According to Confucius, “An unpointed arrow never reaches its target.” Yet, how many small business owners don’t do any strategic planning, hoping that floating in the wind will bring them a bulls-eye and success?

Arguably, strategic planning is even more important to many small businesses, including start-ups, technology companies and those in highly-competitive markets, so it’s critical that small business owners create and follow strategic plans. Plus, it’s New Years Day. What better time to start strategic planning for your small business?

Sure, finding a simple way to quickly build a strategic plan is much of the problem. While the Balanced Scorecard is, in many ways, a better strategic planning system, it takes quite a while to develop a strategic plan using Balanced Scorecard and requires training in the methodology to carry out effectively. As a result, the Balanced Scorecard is rarely available to small businesses, who can not afford to hire an expert facilitator for a multi-week endeavor.

Should small business owners simply give up, assuming good strategic planning is out of reach? Of course not. There is an effective way for small businesses to create and executed strategic plans – the Four-Funnel model. While not as good as the Balanced Scorecard, in my opinion, the Four-Funnel approach is simpler, faster and can be done by a business as small as one or two individuals.

In this article, I outline the Four-Funnel model, describe how it can help small businesses to create solid strategic plans.

A Little Four-Funnel Background

I originally encountered the makings of the four-funnel strategic planning approach in business school at RH Smith at the University of Maryland, where Dr. Brad Wheeler (now at Indiana) described a four-funnel approach to problem-solving. In his approach, he drew four funnels on a white board and labeled them, “Identify Problems”, “Prioritize Problems”, “Identify Solutions” and “Select Solutions”. The diagram looked something like this:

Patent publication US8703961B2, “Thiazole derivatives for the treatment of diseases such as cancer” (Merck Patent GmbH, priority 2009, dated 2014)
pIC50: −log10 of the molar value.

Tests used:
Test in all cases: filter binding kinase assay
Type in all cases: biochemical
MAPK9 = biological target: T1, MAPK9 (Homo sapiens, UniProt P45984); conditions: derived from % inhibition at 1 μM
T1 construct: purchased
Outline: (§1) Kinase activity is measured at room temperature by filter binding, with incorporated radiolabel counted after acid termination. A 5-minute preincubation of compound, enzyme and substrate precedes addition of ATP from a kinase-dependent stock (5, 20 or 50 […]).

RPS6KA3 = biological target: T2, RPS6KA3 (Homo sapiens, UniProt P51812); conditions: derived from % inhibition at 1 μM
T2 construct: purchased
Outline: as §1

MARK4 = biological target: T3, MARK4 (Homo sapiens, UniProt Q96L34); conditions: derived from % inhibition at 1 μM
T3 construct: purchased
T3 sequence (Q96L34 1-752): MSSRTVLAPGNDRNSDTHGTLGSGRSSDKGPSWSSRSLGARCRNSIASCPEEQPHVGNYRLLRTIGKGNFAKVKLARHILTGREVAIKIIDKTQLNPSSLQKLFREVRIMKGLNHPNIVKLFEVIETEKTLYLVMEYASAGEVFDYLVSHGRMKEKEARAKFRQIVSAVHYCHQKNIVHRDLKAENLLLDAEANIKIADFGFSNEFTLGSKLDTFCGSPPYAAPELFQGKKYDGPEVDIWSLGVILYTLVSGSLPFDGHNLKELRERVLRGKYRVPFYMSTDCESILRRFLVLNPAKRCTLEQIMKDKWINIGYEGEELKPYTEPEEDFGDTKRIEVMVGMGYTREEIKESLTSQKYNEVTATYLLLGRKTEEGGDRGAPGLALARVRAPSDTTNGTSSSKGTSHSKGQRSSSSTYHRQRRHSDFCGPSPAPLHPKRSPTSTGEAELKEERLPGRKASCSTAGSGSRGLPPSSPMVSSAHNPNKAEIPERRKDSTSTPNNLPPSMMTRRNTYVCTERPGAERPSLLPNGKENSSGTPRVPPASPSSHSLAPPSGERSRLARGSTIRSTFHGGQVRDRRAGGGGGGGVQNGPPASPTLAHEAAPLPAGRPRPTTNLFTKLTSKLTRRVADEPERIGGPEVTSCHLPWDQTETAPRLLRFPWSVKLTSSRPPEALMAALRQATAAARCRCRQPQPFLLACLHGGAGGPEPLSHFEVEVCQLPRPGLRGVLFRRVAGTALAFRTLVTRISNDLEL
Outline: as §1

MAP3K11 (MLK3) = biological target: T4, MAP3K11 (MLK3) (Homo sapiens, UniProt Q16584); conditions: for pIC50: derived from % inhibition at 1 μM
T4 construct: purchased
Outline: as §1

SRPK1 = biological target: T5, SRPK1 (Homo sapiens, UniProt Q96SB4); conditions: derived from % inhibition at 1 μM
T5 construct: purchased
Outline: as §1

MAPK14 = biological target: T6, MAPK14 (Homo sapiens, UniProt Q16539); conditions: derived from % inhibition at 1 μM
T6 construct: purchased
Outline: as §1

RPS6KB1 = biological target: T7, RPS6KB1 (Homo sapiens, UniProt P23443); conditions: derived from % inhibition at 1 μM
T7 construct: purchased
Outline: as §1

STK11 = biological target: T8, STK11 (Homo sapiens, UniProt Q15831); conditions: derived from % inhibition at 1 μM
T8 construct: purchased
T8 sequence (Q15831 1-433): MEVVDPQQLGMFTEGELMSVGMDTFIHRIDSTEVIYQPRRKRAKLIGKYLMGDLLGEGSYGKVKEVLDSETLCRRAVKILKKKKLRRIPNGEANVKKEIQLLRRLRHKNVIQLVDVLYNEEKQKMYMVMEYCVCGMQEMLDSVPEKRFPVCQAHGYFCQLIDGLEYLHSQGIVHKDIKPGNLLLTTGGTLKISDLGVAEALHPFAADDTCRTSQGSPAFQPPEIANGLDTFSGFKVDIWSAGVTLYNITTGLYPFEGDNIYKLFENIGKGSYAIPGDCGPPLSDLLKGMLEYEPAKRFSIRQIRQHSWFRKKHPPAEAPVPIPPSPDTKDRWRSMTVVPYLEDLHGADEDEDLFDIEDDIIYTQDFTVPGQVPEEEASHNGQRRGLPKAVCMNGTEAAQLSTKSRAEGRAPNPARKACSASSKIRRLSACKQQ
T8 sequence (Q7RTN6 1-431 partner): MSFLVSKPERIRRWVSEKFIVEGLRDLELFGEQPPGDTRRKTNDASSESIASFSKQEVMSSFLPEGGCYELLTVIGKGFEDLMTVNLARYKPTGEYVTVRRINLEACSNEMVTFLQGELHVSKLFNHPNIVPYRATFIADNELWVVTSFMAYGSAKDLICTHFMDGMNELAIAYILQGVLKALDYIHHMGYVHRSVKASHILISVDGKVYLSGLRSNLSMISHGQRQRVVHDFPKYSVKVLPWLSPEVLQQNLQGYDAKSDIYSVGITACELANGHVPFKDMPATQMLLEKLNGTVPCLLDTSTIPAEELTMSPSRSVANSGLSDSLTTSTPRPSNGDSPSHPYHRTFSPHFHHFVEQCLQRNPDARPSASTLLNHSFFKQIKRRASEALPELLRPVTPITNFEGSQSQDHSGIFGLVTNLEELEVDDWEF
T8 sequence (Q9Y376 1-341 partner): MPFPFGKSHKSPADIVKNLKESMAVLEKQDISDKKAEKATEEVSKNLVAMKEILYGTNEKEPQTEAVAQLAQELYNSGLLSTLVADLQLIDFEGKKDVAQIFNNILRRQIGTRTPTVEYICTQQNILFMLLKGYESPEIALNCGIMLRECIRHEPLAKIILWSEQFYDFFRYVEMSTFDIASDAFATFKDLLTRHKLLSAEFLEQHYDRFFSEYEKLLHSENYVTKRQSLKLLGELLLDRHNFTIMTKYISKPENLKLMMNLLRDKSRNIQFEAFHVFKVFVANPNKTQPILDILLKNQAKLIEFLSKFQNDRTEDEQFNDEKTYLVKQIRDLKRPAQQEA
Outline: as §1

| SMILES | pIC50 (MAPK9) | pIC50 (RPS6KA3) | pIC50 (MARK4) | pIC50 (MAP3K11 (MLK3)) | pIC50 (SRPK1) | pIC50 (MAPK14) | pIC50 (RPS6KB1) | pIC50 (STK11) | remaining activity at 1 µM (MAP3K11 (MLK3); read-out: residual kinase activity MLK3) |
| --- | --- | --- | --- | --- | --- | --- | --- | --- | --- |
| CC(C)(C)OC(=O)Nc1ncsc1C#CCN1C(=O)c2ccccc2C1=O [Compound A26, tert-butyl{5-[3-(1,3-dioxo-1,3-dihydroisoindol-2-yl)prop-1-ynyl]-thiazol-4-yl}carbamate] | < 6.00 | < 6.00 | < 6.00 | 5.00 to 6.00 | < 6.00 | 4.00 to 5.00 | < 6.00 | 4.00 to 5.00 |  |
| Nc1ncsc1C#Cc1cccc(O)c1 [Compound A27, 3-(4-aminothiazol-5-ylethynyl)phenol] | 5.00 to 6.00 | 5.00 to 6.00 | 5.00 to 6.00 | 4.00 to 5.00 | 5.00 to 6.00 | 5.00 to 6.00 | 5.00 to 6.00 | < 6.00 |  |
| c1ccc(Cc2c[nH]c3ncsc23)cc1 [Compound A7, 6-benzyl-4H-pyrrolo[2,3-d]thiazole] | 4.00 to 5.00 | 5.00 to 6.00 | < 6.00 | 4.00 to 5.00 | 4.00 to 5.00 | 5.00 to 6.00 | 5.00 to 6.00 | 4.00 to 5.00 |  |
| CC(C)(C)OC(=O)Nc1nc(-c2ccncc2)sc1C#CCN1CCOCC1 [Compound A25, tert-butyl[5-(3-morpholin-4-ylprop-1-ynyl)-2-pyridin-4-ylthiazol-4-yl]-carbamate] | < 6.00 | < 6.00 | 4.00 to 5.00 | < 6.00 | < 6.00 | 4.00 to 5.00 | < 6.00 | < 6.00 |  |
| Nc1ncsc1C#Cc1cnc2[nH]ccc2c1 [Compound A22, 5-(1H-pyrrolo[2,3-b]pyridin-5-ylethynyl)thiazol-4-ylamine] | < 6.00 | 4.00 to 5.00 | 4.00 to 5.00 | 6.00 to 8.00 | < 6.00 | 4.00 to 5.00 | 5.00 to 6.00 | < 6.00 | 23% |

Four-Funnel Problem Solving

As you can see, the four funnels represent the increase and decrease of information as you complete each step in the problem-solving process. First, identifying problems gives you a list possible problems; prioritizing those problems reduces the list to only those problems that are most important; identifying solutions gives you a range of solutions for each problem; while selecting solutions again reduces your list to only the best solutions for the most critical problems. In short, there’s really nothing radical about four-funnel problem-solving, but it’s simple and it works.

Fast-forward to our strategic management course (also at RH Smith), where we were expected to use business cases to develop strategic plans in a matter of hours. Certainly, we learned the strategic planning process in depth during the class, but our challenge was to deliver a good plan in a very short period of time, particularly for case competitions. In response, my team and I applied the four-funnel approach, this time to strategic planning:

Four-Funnel Strategic Planning

Since then, I’ve used four-funnel with my own small business more than a half-dozen times, while coaching other small businesses through the process. It only takes a half-day or so to do, so it’s not too much time and effort, considering the big payoff.